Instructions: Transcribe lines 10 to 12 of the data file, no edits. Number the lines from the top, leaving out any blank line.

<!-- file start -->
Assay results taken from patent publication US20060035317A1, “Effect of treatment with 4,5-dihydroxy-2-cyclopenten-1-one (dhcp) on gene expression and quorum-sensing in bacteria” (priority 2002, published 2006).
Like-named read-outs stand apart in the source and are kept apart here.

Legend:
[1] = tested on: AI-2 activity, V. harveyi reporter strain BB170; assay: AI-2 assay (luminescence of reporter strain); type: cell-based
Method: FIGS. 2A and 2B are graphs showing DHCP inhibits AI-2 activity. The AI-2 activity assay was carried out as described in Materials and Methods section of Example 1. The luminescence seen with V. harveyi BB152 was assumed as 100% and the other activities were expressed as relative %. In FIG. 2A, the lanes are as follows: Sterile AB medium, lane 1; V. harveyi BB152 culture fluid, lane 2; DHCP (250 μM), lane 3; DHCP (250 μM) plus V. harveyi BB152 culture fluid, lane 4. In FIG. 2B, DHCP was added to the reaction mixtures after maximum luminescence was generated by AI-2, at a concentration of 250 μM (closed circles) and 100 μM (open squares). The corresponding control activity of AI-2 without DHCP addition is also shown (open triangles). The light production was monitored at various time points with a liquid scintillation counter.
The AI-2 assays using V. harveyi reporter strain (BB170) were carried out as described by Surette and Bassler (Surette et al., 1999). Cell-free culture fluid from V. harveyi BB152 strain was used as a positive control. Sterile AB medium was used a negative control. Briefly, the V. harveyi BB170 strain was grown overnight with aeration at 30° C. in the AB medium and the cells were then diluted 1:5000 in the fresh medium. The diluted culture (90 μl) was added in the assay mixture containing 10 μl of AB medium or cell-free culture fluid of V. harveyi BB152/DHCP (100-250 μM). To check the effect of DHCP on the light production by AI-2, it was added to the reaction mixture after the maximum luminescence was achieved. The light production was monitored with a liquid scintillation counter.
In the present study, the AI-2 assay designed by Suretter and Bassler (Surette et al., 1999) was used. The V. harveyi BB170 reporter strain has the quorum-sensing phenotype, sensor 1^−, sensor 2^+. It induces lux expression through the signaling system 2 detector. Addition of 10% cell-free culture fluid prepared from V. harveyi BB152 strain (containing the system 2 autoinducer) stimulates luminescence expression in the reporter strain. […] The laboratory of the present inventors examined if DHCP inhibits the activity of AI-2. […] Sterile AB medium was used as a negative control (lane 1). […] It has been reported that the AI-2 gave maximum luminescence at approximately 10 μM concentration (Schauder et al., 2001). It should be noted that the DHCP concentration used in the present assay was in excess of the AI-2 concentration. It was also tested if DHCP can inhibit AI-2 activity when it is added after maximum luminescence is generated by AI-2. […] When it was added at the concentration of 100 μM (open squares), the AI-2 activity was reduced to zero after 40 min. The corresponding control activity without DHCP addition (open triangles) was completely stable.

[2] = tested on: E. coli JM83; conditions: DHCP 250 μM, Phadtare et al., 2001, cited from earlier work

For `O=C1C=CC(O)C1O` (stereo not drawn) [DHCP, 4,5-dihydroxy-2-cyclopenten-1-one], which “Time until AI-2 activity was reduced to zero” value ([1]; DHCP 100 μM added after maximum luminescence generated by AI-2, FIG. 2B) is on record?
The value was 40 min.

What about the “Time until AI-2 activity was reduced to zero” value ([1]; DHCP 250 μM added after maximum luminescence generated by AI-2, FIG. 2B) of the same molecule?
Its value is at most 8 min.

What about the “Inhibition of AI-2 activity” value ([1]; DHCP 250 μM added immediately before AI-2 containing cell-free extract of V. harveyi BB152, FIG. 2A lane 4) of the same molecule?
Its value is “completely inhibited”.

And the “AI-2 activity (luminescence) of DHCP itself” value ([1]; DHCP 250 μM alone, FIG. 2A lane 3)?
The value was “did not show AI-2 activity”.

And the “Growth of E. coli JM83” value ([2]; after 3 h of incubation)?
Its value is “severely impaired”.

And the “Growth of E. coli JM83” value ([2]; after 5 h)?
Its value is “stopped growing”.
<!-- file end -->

The value was 40 min.

What about the “Time until AI-2 activity was reduced to zero” value ([1]; DHCP 250 μM added after maximum luminescence generated by AI-2, FIG. 2B) of the same molecule?
Its value is at most 8 min.